Going back to work when you’re breastfeeding can be daunting. Luckily, if you’re exclusively pumping, you have a head start – you’re already a pro at pumping breast milk, and you know that your baby will take a bottle. Still, figuring out how to transport all of your gear and when to pump can be difficult. Here’s how to pack your breast pump bag – and how to get pumping sessions in – when you go back to work, and avoid pumping at work stress.
What to Pack in Your Pumping Bag
Here’s a checklist of what you’ll need to bring with you to work.
- A breast pump (obviously)
- A mini-cooler with an ice pack
- Empty bottles and caps – enough to get you through each pumping session
- A baby blanket or nursing cover to put on your lap while you pump (to catch drops of breast milk when you’re unhooking, so that they don’t get on your work clothes)
- A hands-free pumping bra
- Breast pump parts – breast shields, connectors, valves, and tubing (if applicable)
- Charger or power cord
- Breast pads (leaking at work is THE WORST)
About breast pump parts – the exact gear that you’ll need depends on whether you plan on washing your pump parts at work in between pumping sessions, refrigerating them in between uses, or bringing multiple sets and then washing them all at home.
If you plan on washing your pump parts between uses, you will also need a wash basin, a bottle brush, dish soap, and paper towels. You obviously don’t need to carry these back and forth every day, but will need to bring them on your first day back.
If you want to refrigerate your pump parts in between pumping sessions, you’ll need a gallon-sized ziploc bag, a Pumparoo, or a wet bag. (Note: This is the easiest method, and it’s what I did, but last year the CDC issued guidelines that recommended washing after every use. You can read more about that here.)
Finally, if you decide to use a new set for each session and then wash them all at home, you’d need as many sets as you have pumping sessions. You can put each set it it’s own ziploc bag so it’s ready to go when you sit down to pump.
What to Leave at Work
It’s inevitable that one morning, you’ll be rushing out the door and forget something. To save yourself from having to leave work and come home (or run to Target), it’s a good idea to keep extras of the following at work:
- Set of breast shields
- A set of all pump parts you need for your pump – valves, connectors, etc.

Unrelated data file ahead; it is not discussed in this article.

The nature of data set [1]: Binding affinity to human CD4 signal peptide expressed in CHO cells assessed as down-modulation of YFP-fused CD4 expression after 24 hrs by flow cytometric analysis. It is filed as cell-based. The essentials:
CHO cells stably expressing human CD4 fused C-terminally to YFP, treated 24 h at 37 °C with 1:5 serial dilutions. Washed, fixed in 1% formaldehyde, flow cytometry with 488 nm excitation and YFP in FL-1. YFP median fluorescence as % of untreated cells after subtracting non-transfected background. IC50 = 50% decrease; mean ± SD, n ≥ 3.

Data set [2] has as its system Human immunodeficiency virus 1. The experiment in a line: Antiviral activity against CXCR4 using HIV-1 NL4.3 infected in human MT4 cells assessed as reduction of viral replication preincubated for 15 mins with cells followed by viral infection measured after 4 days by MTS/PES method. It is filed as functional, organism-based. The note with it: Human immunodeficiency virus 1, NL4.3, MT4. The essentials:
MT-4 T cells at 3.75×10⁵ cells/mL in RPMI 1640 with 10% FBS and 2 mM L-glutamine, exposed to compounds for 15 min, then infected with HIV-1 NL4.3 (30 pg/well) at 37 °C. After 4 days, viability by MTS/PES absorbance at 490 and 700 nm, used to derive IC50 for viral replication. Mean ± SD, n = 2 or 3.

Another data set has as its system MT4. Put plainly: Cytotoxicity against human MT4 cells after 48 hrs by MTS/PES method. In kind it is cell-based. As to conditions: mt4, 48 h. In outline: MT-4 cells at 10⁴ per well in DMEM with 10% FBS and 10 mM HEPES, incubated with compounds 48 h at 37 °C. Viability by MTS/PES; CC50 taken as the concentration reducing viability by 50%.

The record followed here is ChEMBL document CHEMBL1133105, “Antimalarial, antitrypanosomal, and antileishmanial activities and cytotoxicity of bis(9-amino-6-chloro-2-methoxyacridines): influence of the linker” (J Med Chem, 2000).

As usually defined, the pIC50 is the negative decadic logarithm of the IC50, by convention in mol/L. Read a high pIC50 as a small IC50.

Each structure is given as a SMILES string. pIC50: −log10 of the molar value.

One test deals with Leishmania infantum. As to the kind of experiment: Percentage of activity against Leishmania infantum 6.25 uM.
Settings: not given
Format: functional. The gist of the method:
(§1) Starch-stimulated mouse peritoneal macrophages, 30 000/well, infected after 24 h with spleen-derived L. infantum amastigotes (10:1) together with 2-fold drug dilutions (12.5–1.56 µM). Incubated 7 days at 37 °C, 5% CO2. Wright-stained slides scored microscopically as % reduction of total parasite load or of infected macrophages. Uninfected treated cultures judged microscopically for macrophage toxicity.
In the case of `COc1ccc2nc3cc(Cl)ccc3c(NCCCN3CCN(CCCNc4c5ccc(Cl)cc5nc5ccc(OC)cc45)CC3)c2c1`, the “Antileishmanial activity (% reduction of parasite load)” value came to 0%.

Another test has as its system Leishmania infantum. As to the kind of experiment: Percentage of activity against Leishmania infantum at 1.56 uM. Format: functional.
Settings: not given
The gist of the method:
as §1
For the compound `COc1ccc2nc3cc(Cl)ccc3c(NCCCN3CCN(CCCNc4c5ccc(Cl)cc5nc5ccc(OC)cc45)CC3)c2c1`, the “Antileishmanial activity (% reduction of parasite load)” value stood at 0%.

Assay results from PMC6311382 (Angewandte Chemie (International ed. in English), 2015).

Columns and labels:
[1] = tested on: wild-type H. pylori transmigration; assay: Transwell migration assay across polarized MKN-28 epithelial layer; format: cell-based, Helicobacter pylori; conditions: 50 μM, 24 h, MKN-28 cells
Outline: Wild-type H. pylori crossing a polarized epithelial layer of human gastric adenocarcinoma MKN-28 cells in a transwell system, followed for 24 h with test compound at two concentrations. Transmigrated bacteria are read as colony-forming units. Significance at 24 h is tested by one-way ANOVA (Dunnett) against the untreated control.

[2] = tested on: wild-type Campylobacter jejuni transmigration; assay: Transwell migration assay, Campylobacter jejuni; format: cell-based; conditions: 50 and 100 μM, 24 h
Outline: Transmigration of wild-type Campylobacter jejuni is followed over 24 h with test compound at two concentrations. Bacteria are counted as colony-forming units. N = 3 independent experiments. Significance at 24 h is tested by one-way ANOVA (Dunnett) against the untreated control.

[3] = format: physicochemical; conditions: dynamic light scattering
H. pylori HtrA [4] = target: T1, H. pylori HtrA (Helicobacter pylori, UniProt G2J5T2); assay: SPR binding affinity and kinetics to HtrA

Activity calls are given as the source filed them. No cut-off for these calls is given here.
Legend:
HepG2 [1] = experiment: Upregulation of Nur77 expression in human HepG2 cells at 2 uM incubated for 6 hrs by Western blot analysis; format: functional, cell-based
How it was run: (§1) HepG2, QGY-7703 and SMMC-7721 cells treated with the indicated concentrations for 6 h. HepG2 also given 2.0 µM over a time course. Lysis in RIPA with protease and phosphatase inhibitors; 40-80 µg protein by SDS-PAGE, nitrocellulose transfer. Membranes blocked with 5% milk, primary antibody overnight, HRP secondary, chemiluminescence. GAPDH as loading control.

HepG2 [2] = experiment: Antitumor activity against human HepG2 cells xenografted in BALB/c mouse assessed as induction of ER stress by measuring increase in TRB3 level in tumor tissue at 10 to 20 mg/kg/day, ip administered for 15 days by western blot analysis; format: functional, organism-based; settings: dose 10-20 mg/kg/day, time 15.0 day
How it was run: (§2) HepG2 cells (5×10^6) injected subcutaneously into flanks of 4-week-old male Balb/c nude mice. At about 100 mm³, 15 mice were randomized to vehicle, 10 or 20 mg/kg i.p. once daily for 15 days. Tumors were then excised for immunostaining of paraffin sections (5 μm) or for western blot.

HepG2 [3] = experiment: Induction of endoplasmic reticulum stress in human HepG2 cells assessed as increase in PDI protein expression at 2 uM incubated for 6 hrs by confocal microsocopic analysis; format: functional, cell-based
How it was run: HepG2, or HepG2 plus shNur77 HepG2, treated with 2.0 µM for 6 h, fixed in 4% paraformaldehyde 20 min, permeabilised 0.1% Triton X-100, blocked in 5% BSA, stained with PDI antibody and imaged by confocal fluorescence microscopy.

- 2 bottles and caps
- Breast pads
- Washing gear (if applicable)
If you’re exclusively pumping, are planning to pump at work for a long time (more than 3-6 months), and can swing it financially, it will make your life a lot easier if you can get an extra pump to leave at work. This way, you can just carry bottles and your cooler back and forth.
Figuring Out Your Pumping Schedule at Work
How often you’ll pump at work will be partly determined by your job (if you’re a bus driver or a teacher, your options for when you pump will be more limited than if you work in an office, for example) and by how old your baby is. Generally, the younger your baby is, the more frequently you should pump.
When I went back to work and was exclusively pumping, I kept the exact same schedule. I just did the three sessions I did between 8am-5pm at work instead of at home. If your work schedule will allow it, that will be the easiest way to transition. (Also, if you have a laptop at work and a hands-free bra, you can work while you pump.)
Here are some common schedules based on the age of your baby. (But note that these should be adjusted based on your own circumstances in terms of work and your concerns about milk supply – this is just a place to start!)
- If you go back to work at three months, three pumping sessions that are about 15 minutes long (morning, lunch, afternoon)
- At six months, two sessions that are about 20-25 minutes long (morning, afternoon)
- At nine months, one session that is 30-45 minutes long (lunch)
However, if your work schedule won’t allow that, then obviously just do the best that you can.
Finding Out Where You’ll Pump
Many employers in the United States must provide a location for you to pump. (More details on how to know if this applies to you here.)
If you don’t already know where your lactation room is, it’s a good idea to see if you can find out before your first day back. Obviously, this depends on your job, but some lactation rooms require you to request security access to a different location; others might have a reservation system that you need to figure out.
So, if you’re able to find out the details before you go on maternity leave, that would be ideal. If not, consider calling and asking HR before you go back – it will be one less thing to worry about on what may be a stressful first day back.
Transporting Bottles Back and Forth
If you have a fridge to store your breast milk in, a cooler isn’t an absolute necessity, as you can just transport your milk at room temperature. (Breast milk will be fine at room temperature for at least 3-4 hours.)
However, I have found a cooler to be helpful anyway – it can help contain spills if a cap isn’t on as tightly as it should be, it’s useful if you aren’t going straight home after work, and if you’re sharing the fridge with coworkers, you might appreciate having an opaque container to store your breast milk in.
In any case, I generally put the ice pack in the freezer when I got to work, stored my milk in the cooler in the fridge during the day, and shortly before leaving, would grab the ice pack and put it in my mini-cooler.
What do you pack in your breast pump bag that I missed? Share below in the comments!